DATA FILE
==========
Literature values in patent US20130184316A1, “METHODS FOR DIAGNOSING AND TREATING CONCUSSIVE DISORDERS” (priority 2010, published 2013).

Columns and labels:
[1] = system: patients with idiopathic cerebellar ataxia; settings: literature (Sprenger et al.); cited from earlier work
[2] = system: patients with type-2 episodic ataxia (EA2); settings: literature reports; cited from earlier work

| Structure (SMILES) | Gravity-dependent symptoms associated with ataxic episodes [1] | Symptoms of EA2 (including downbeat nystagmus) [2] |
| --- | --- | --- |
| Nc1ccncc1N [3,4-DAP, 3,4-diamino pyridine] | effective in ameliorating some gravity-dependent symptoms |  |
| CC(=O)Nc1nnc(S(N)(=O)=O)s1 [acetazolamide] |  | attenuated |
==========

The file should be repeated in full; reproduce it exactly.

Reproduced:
Literature values in patent US20130184316A1, “METHODS FOR DIAGNOSING AND TREATING CONCUSSIVE DISORDERS” (priority 2010, published 2013).

Columns and labels:
[1] = system: patients with idiopathic cerebellar ataxia; settings: literature (Sprenger et al.); cited from earlier work
[2] = system: patients with type-2 episodic ataxia (EA2); settings: literature reports; cited from earlier work

| Structure (SMILES) | Gravity-dependent symptoms associated with ataxic episodes [1] | Symptoms of EA2 (including downbeat nystagmus) [2] |
| --- | --- | --- |
| Nc1ccncc1N [3,4-DAP, 3,4-diamino pyridine] | effective in ameliorating some gravity-dependent symptoms |  |
| CC(=O)Nc1nnc(S(N)(=O)=O)s1 [acetazolamide] |  | attenuated |